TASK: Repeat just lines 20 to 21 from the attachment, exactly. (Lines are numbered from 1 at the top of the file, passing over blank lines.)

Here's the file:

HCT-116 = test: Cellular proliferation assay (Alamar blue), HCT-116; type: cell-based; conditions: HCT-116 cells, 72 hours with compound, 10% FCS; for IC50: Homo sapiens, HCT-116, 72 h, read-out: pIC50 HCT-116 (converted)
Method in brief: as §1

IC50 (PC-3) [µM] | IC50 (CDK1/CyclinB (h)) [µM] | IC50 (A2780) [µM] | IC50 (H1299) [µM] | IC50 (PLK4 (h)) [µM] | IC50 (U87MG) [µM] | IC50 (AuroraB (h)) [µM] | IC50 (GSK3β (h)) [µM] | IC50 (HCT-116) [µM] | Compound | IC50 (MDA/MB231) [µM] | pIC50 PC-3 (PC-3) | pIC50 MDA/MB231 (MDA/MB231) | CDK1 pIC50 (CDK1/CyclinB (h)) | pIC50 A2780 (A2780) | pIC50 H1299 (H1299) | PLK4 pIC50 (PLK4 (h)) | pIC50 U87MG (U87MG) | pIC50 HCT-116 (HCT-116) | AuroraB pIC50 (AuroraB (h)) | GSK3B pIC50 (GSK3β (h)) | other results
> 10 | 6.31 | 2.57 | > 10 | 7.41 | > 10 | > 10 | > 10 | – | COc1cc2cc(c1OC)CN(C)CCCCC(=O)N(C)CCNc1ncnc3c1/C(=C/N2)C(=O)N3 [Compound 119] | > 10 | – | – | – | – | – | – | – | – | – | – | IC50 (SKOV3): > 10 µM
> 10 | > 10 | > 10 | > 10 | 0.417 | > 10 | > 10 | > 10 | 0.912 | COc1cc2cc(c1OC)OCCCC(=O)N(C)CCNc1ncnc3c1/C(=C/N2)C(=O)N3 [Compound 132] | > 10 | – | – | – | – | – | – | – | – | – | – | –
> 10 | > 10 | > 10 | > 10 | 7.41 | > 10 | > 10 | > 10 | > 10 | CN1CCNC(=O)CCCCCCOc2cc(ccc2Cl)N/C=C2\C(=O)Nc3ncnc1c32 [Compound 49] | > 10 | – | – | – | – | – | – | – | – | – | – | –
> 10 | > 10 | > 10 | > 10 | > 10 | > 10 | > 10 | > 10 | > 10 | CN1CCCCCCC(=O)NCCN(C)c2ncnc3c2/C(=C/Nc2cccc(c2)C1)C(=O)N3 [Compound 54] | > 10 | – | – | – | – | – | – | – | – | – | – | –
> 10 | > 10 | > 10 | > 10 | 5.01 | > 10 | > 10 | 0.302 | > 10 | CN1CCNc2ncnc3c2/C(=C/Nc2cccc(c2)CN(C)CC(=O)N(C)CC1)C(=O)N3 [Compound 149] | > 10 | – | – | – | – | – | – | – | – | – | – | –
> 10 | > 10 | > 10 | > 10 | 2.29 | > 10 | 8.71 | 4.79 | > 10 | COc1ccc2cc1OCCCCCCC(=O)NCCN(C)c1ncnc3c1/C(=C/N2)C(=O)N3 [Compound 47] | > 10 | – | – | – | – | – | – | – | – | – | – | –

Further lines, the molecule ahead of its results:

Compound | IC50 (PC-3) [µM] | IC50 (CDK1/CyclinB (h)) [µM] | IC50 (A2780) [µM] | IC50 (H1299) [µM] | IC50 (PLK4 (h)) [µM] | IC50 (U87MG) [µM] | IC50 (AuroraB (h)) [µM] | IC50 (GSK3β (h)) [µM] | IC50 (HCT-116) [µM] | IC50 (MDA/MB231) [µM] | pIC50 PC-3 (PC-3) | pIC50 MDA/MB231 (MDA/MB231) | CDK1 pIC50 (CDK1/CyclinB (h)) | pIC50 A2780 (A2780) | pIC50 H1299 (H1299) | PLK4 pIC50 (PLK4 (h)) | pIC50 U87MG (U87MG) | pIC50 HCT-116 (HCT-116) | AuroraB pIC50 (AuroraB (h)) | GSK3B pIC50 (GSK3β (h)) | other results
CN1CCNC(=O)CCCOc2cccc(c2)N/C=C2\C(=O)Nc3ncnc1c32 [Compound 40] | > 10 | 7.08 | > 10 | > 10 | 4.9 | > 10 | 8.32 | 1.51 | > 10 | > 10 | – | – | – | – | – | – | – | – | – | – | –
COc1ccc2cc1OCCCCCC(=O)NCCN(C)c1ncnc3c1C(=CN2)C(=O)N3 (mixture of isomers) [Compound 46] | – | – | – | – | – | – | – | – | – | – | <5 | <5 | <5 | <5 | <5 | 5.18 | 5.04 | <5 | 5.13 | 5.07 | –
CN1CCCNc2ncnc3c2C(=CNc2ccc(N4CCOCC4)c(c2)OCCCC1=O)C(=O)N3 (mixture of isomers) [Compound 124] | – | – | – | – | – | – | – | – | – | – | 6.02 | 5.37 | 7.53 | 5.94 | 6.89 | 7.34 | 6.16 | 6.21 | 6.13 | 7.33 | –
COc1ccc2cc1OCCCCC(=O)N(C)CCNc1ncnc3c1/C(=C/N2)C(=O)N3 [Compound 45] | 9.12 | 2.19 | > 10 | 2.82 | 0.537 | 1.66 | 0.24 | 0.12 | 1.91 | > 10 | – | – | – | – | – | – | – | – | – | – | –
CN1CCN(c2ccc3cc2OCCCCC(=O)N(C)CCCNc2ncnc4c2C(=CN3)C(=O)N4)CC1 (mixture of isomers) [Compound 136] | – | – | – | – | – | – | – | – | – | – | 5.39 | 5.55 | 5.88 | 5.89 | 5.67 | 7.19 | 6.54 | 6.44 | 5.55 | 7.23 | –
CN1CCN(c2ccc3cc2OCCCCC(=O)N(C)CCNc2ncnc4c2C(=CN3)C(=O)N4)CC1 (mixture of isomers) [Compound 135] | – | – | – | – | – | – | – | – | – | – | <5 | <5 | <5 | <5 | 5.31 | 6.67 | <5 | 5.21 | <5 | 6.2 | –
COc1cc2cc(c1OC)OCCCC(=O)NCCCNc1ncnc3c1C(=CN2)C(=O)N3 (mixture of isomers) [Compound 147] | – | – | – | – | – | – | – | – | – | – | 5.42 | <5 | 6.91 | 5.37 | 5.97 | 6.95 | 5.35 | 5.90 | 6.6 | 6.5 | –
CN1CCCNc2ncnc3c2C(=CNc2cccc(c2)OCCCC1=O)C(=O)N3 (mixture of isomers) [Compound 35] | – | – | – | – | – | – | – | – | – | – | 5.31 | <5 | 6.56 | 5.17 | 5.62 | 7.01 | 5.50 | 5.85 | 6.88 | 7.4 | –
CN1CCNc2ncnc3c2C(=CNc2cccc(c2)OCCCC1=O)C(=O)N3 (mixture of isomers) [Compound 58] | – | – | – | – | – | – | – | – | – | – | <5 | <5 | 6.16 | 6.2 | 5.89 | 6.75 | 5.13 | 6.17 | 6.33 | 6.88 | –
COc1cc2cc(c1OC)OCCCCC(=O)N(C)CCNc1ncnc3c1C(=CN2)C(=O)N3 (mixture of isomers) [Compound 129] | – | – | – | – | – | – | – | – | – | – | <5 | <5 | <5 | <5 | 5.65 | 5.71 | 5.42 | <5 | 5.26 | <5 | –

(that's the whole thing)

CN1CCNc2ncnc3c2C(=CNc2cccc(c2)OCCCC1=O)C(=O)N3 (mixture of isomers) [Compound 58] | – | – | – | – | – | – | – | – | – | – | <5 | <5 | 6.16 | 6.2 | 5.89 | 6.75 | 5.13 | 6.17 | 6.33 | 6.88 | –
COc1cc2cc(c1OC)OCCCCC(=O)N(C)CCNc1ncnc3c1C(=CN2)C(=O)N3 (mixture of isomers) [Compound 129] | – | – | – | – | – | – | – | – | – | – | <5 | <5 | <5 | <5 | 5.65 | 5.71 | 5.42 | <5 | 5.26 | <5 | –